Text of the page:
Do we strike while the iron is hot? Or will that yield a solution equivalent to throwing tarp over the roof in the midst of the rainstorm?
This million-dollar question seems to be a dividing factor in our industry, especially when it comes to the 50-14 bill.
I’ve been engrossed in conversation about a minimum cash trade mandate for the past week and a half now, since the introduction of the bill last Tuesday. Several weeks before that, the conversation started when the push for 30-14 took off and became industry buzz.
Through several interviews and many side conversations, I think there are two valid arguments for and against a mandated cash trade minimum. The question is, which one is right?
Do we want the government involved? Are they not already involved?
Will we sacrifice premiums for higher quality cattle? Will a competitive cash market not sort good cattle to the top of the market each week?
Moving forward, all these questions need to be carefully analyzed and considered. The question of when to move forward, however, seems clearer to me.
Most of you have probably branded calves before so the idiom of striking while the iron is hot may take on a bit different meaning but still makes perfect sense. If you try to stamp your brand on the hip of a calf with a cool iron, the result isn’t pretty. It won’t last. If you want a good brand, you’ll have to go back to the fire and reheat the iron, ask your ground crew to wait, and come back with more heat – a method that isn’t as efficient when there’s hundreds of calves to get through that day.
On the other hand, repairing your roof in the midst of the storm may not yield the most solid, eye-appealing fix. However, it could slow the damage that is occurring inside while the storm rages outside. Sure, you will need to crawl up there when the sun comes out, assess the damage more carefully and set to work building a new roof all together, but at least the house didn’t flood in the middle of the storm.
A nasty hailstorm hit my house last summer and wrecked the roof, busted out several windows, ruined the siding, and even damaged some floors when the rain poured through the busted windows. The next morning, I was on the phone with our insurance agent who was extremely willing to work with me in the moment. After a flaky contractor left me in the middle of a project, I had to start the process over again several months after the storm had passed. With the new contractor, a new bid, and the need for a bit more insurance money, I had to reach out to my claims agent one more time. But the second time, months after the storm had passed, the process was a complete drag. I had to jump through multiple hoops, visit with several phone operators who were tough to understand and had no idea what I was talking about, and send a few emails before finally reopening the claim.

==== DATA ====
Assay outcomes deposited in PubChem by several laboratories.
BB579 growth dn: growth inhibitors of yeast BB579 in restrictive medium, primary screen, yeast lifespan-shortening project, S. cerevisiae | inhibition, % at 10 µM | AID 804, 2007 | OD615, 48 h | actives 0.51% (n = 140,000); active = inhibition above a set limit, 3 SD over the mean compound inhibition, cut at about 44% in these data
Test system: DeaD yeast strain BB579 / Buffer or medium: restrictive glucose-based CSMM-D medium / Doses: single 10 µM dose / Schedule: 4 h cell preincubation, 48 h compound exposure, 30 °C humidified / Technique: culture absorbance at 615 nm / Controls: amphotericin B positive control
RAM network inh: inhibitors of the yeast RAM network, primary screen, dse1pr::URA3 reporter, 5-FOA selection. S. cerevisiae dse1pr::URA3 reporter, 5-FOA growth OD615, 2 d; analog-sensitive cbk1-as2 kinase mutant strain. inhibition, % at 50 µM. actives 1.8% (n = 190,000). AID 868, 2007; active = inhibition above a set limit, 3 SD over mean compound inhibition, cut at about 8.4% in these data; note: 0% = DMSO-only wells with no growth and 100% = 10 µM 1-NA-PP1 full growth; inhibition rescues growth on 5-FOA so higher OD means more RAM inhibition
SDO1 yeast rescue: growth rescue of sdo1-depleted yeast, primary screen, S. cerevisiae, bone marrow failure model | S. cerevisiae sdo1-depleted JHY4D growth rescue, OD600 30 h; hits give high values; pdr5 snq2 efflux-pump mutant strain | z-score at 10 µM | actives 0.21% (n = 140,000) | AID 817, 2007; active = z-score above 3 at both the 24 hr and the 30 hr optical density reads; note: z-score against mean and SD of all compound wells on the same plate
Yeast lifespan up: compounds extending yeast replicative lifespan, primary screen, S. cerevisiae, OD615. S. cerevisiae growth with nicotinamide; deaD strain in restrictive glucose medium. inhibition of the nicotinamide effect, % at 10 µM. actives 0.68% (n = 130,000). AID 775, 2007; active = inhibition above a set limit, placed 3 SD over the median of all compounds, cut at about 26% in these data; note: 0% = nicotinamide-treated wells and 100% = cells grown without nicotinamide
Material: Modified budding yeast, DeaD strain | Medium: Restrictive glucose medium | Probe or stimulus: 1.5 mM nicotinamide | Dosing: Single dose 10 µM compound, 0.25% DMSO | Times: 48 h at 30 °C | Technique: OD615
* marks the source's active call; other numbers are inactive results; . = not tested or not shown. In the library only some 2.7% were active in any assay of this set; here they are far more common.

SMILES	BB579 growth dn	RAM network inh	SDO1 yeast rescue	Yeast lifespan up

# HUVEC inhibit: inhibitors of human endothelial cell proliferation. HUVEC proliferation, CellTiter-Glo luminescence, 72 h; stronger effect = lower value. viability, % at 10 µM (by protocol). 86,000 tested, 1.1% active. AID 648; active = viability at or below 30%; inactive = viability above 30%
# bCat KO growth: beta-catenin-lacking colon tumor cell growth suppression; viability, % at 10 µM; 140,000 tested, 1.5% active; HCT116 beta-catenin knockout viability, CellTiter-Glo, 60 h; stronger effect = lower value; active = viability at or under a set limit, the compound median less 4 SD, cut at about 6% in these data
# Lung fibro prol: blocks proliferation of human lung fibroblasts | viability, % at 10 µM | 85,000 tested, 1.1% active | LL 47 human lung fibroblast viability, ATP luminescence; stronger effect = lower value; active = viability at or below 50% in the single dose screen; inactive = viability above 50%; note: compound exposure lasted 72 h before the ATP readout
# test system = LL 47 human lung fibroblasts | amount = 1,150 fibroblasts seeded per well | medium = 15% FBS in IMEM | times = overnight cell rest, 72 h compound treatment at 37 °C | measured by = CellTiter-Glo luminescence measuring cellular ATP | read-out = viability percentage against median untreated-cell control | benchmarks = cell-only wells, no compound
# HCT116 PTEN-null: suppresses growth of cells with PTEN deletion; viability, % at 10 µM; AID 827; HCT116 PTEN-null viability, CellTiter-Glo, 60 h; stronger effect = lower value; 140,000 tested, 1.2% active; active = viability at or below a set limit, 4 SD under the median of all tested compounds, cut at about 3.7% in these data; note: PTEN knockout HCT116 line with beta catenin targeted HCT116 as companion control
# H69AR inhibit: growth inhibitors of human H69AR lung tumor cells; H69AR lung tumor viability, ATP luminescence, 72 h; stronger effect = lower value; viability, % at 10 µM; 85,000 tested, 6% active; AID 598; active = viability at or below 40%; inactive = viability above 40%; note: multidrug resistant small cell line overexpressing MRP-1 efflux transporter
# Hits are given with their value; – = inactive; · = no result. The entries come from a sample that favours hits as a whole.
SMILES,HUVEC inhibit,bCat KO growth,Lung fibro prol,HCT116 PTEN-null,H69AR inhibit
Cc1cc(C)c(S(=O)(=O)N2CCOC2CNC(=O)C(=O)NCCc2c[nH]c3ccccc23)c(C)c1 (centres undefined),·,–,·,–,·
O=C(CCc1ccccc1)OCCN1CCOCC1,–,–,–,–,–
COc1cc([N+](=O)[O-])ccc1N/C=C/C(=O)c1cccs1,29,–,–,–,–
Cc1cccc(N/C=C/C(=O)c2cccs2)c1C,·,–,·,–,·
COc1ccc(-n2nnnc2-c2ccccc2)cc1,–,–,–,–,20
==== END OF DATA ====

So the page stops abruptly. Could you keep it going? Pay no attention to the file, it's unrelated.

Long story short, when the storm was on the brain of myself, my agent, and my contractor, the work happened quickly and smoothly.
We need to keep this in mind when addressing the issues we are facing in the wake of the COVID-19 pandemic. Our industry, like myself living in a wrecked house, is anxious to get something accomplished. Our lawmakers, like my insurance agent, are there to lend a helping hand as they witness us suffering severe damages firsthand. And our consumers, like my contractor, are ready to reap the benefits of repairing a broken system.
Now is the time to take action. Our industry makes up a minority in this country, a very essential minority, but a minority still the same. Our voice isn’t huge on any given day, but during this pandemic it is the one that the entire nation is seeking to hear. When you add consumers to mix, our asks could be unstoppable.
We just need to get on the same page. As an industry, we need to decide to grab the bull by the horns and take action today.
The caliber of this storm isn’t something we could have predicted. But when the clouds were brewing and we made a circle around the house, we identified some weak spots. The crisis our marketplace is facing isn’t the direct result of the Coronavirus pandemic, but rather years of inaction leading to a fragile supply chain. While the repairs may not have been made in time to lessen the damage, the plans were in the works. The solutions shouldn’t be haphazard as they were created in the eye of the storm because in that initial lap when the breeze picked up, we began preparing a list of needed repairs just before we were blindsided with a thunderboomer. The severity of the storm only made it clear how essential those fixes are to the survival of the industry.BACK